While sharks who are marked for consumption are cut up for parts and sold as nonliving objects or “absent referent[s]” (Adams 2015, p. 60), when inscribed as predators of humans, their body parts take on additional meaning that registers “the term shark … as a signal of horror” (Lerberg 2016, p. 38). These projections redefine sharks by way of an exclusively reductive approach that objectifies them by way of “the fin, bite and death … [as] the dominant sign of their character” (Lerberg 2016, p. 35).
The dorsal in the program functions as a trope for the shark’s “stalking” in line with the Jaws formula (Neff 2015). It appears in 12 shots—in segments 3 and 4 and in sub-segment 2, 3, 6, 9, 12, and 17—in an assortment of medium shots (MS), medium close-ups (MCU), close-ups (CU), and extreme close-ups (ECU) to denote the animal’s threatening yet slippery presence. Only in sub-segments 11 and 20 are the sharks acted upon when their dorsals are tagged.
The shark’s consciousness, as in Jaws, is suggested through a handful of reenactments of dangling legs on a surfboard or individuals on a kayak from the perspective below. It is also centered on the eye—usually photographed one at a time as it trains on the camera—and deployed through progressively larger extreme close-ups (ECUs) across segment 4 and sub-segments 1, 3, 4, 8, 9, and 12 to convey the idea of looming danger as the shark draws near. These images assume that sharks in proximity to humans per force represent a threat because they not only injure but return time and again to kill (Neff 2015, pp. 114, 123).
While a projection of the primate eye’s preeminence, these shark eye images also reproduce the human–nonhuman animal encounter by ascribing the animal a “power” that leaves the human looking over in fear. In so doing, they avoid pointing out its correlate: that “the eyes of an animal, when they consider a [hu]man are attentive and wary” (Berger 2009, pp. 4–5). The shark’s positioning in the frame—typically at center with mouth open to denote aggression—disavows the reality that the camera is the aggressor, as the individual photographed observably reacts with caution or fear, while the Narrator doubles down on the species’ hostile nature.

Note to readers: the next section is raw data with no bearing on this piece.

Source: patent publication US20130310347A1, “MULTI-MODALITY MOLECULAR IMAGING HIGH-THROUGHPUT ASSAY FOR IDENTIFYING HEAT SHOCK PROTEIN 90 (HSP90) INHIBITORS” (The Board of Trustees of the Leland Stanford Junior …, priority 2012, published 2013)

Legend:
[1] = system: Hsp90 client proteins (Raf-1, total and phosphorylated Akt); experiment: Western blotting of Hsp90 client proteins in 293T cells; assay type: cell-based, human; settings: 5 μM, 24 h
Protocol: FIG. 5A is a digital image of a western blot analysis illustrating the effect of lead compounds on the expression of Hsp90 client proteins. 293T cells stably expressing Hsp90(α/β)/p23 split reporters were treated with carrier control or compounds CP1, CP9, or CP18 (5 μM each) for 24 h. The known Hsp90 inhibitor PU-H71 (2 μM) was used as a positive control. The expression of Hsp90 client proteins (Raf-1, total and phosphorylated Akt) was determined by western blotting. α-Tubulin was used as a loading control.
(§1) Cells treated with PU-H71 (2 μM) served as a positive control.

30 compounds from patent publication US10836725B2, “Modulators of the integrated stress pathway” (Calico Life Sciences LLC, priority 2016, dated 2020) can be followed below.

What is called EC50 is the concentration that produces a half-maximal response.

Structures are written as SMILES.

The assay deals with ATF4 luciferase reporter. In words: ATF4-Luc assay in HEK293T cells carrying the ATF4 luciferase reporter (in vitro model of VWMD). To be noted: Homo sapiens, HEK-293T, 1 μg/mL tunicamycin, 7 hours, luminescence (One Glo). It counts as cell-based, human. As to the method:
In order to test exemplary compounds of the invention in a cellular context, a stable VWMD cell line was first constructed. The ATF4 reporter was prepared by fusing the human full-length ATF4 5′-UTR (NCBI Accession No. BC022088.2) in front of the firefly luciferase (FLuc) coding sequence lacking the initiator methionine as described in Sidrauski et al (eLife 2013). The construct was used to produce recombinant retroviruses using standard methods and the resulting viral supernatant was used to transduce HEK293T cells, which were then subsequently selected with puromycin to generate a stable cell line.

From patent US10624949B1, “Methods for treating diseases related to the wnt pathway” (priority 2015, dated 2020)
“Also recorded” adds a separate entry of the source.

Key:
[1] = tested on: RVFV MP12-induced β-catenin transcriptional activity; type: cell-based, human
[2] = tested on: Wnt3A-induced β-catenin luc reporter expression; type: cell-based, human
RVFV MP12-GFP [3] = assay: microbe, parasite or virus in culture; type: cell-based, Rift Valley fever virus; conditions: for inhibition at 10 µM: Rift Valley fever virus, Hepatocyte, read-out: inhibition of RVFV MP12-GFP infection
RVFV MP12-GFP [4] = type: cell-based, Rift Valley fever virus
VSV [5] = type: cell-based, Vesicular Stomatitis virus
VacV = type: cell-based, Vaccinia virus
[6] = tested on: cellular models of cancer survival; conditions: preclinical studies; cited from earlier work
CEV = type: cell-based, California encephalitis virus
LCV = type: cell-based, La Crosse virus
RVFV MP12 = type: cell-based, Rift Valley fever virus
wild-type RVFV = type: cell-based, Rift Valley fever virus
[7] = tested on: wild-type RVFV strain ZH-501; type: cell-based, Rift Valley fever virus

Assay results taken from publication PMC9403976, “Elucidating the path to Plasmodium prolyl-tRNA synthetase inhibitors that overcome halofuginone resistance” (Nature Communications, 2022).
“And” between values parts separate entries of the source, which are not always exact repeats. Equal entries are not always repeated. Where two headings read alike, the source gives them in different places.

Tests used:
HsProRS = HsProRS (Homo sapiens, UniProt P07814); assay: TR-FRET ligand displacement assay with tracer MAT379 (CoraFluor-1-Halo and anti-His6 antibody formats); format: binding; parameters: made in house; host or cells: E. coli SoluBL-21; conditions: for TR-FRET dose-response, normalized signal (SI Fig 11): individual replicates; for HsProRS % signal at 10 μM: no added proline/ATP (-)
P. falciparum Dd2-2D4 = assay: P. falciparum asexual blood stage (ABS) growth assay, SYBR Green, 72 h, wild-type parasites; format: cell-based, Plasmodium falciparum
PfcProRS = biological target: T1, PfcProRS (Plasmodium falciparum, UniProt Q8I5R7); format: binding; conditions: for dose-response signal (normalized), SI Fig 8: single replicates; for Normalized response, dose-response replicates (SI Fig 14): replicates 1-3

4.3. Sound

Shark visuals occur alongside nefarious sound effects with dissonant tones that include the pounding of a drum, which emulates a human heartbeat under stress to create suspense (Biancorosso 2010 p. 319; Winters 2008). The use of percussion plates marks the shark’s ominous presence as if materializing out of nowhere like a menace. Sound effects also emulate submarine sonar and the sound of the wind in desolate landscapes to denote the shark’s rogue and spectral attributes as s/he silently stalks victims and disappears like a ghost into the dark ocean in line with eco-horror aesthetics. Electronic organ-like effects associated with the shark’s savagery and crunching aural effects that mimic the shark biting are part of the sensory barrage designed to overwhelm the viewer. These foreboding, discordant tones do not let up until the waning moments and corroborate that the aim of the program is to communicate a persistent sense of danger in line with the species’ purported villainous nature. Consonant with spectacle, these sound effects are also designed to distract viewers from pondering the implausible premise of a Jaws shark on the loose.

5. Discussion

5.1. The Investigative Team and the Jaws Shark: The White Shark as Monster

As seen in Campbell’s model, the investigative team’s role, which is aligned with both network’s and producers’ interests, is that of relentlessly pushing the existence of the Jaws shark as monster. Monster imagery conforms to eco-horror conventions that express the “aesthetics of transgression”, which destabilizes the fanciful notion of human control over nature (Fuchs 2018a, pp. 1, 13; DeMello 2021, p. 400). These conventions do not favor identification with the shark (Fuchs 2018b, p. 12), but instead prioritize the triumph of righteous humans, who are assumed to have an ontological decency that the monster lacks by virtue of having proven his or her status through lethal incidents (Carroll 1990, pp. 16, 141).